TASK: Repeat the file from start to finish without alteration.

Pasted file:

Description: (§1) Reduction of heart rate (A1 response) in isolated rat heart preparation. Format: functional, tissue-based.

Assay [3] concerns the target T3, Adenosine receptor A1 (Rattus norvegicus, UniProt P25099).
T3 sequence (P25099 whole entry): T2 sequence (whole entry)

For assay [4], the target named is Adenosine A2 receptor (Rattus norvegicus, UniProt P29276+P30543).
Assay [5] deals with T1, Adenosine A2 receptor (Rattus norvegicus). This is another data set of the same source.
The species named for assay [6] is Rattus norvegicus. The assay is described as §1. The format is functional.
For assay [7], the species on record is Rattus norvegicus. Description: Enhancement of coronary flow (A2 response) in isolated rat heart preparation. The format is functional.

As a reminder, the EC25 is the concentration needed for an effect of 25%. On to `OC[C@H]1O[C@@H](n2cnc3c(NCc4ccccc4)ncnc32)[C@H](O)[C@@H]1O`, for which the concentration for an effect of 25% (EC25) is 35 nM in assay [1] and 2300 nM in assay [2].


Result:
Description: (§1) Reduction of heart rate (A1 response) in isolated rat heart preparation. Format: functional, tissue-based.

Assay [3] concerns the target T3, Adenosine receptor A1 (Rattus norvegicus, UniProt P25099).
T3 sequence (P25099 whole entry): T2 sequence (whole entry)

For assay [4], the target named is Adenosine A2 receptor (Rattus norvegicus, UniProt P29276+P30543).
Assay [5] deals with T1, Adenosine A2 receptor (Rattus norvegicus). This is another data set of the same source.
The species named for assay [6] is Rattus norvegicus. The assay is described as §1. The format is functional.
For assay [7], the species on record is Rattus norvegicus. Description: Enhancement of coronary flow (A2 response) in isolated rat heart preparation. The format is functional.

As a reminder, the EC25 is the concentration needed for an effect of 25%. On to `OC[C@H]1O[C@@H](n2cnc3c(NCc4ccccc4)ncnc32)[C@H](O)[C@@H]1O`, for which the concentration for an effect of 25% (EC25) is 35 nM in assay [1] and 2300 nM in assay [2].